The single most important person in your team is the experience designer - someone with a technical and artistic eye who can think through every eventuality of the user experience. It’s a very hard role to sum up - this blog post does a fantastic job - but it is a vital role.

Q: Where do you see VR going for your clients over the next 5 years?

VR offers an amazing new marketing opportunity for brands: users aren’t just passively consuming a message, they’re participating in a brand experience. How a customer experiences a brand is becoming synonymous with how they perceive the brand, and perception is ultimately what drives today’s market. It's an opportunity to put consumers inside your brand. It's the next generation of storytelling. Plus there is an inherent power in putting users at the center of the action, letting them experience what’s happening on their own terms leads to more engagement, even empathy.

Brands are starting to realise this and they are thinking of VR as more than a gimmick, they are embracing the unique type of experience it offers and reaping the benefits of utilising this powerful media to tell their latest stories and launch their latest products. The phrase “the medium is the message'' has never been more relevant.

Over the next few years we will see more and more content being developed and the sophistication of this content progressing. The combination of VR & AI offers a big opportunity. Their integration will provide a new range of experiences and opportunities that respond in a more human way. Suddenly, that virtual environment becomes more intelligent and more personal. Taking a 3-D virtual world and combining that with a smart system that can replicate a human offers a new level of engagement

Q: What are some of your favorite VR projects you've worked on for clients? Why?

We work on the bleeding edge of technology and with the latest trends to create the seemingly impossible. We are hardware and software agnostic, we use whatever is most effective and efficient to create the best experience. From Home - a VR Spacewalk for the BBC, to Ghost In The Shell VR, to the launch of the I-PACE in VR for Jaguar, we are always pushing technology, and ourselves, to stay ahead of the curve and ensure we deliver outstanding and memorable content.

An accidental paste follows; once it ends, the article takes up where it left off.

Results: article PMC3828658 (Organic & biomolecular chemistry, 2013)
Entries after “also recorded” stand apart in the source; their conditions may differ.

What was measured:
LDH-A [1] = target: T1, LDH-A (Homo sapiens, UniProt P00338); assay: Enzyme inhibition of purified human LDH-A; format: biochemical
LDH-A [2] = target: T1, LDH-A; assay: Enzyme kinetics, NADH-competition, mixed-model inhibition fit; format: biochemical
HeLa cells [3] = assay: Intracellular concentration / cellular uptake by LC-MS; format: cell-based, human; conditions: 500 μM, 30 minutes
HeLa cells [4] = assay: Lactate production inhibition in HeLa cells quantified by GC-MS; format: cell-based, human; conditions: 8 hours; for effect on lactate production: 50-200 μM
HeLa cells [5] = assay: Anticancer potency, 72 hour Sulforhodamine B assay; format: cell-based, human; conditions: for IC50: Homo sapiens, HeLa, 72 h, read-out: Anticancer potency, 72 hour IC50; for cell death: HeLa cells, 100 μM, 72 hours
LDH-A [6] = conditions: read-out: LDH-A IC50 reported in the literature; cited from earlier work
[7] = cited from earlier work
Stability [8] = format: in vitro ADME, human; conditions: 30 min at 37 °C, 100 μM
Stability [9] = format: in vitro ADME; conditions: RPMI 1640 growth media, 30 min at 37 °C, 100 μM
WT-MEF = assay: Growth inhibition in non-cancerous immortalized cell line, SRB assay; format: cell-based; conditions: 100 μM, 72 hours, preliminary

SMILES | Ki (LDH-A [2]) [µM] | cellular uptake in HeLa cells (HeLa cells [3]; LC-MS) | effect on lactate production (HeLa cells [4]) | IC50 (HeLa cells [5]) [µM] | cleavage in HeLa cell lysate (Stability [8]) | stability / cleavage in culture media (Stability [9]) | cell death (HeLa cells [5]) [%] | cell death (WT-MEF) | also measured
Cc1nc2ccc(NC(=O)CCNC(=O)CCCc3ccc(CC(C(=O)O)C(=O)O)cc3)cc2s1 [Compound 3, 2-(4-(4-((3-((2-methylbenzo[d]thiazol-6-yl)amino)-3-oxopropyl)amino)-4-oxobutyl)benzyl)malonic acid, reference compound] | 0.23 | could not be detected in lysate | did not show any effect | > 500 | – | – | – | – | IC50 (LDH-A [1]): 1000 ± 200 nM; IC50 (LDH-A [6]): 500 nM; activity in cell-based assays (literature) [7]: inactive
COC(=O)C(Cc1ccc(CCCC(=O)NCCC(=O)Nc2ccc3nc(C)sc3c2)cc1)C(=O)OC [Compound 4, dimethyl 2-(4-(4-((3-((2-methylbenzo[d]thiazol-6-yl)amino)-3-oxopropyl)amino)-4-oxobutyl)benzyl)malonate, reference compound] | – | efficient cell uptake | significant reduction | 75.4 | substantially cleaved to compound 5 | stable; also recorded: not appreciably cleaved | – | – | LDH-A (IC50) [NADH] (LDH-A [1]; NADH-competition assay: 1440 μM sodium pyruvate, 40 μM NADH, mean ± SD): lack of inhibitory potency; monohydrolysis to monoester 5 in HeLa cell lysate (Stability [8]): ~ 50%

Traverse the international space station in BBC's Home - A VR Spacewalk.

Our Emmy nominated and Cannes Lions winning real-time project for HBO and Silicon Valley is something I am very proud of. The ambition was to produce a faithful recreation of the show’s iconic homebase and an interactive experience that would appeal to both die-hard fans and those who’d never watched Silicon Valley. It was modeled, textured, and lit from photo references, blueprints, and 360° room captures to ensure a highly detailed and realistic VR recreation of a TV set was possible. In addition to more than 750 moveable interactive objects, there are many iconic show elements you can play with, from the Not Hot Dog app, to taking a virtual bong hit, to helping the cast solve their toughest equation. It’s a real blast!

HBO's Silicon Valley brings to life the iconic homebase from the show in VR.

Q: What learning lessons or best practices would you share with other agencies wanting to get into VR?

Always consider your audience. Designing compelling and engaging experiences is user-centric, and wherever possible in the scoping, development, and testing phases you should engage with the likely end-user and assess their response. For example, what is the user focusing on? Which detail generates the biggest negative reaction? Which the most positive? Additionally, understanding what success looks like is important. If it is crucial that a user takes away three key points of information, but you create a purely visual feast for the eyes, you will have failed.

Focus on creating immersion. People should forget they are in a VR experience.

Post can be time consuming, but it’s worth every penny. Spend time mending 360°/ stereo video in compositing software like Nuke or Mistika to avoid painful 3D. But not everything can be fixed in post which is why pre-production preparation and planning is vital.

It’s important to address the reach issue with a smart content and marketing strategy. If you’re releasing on a platform, make sure the media gets early access for reviews; if you’ve created a VR experience for a PC powered HMD, make sure there are 2D assets for social. Amplification around the high-quality content is vital to extend reach and awareness and ensure ROI.

Lastly, working in a new medium means R&D is part of the process. Failure should be expected and even embraced - it’s only through experimentation that we can really find out what does and doesn’t work.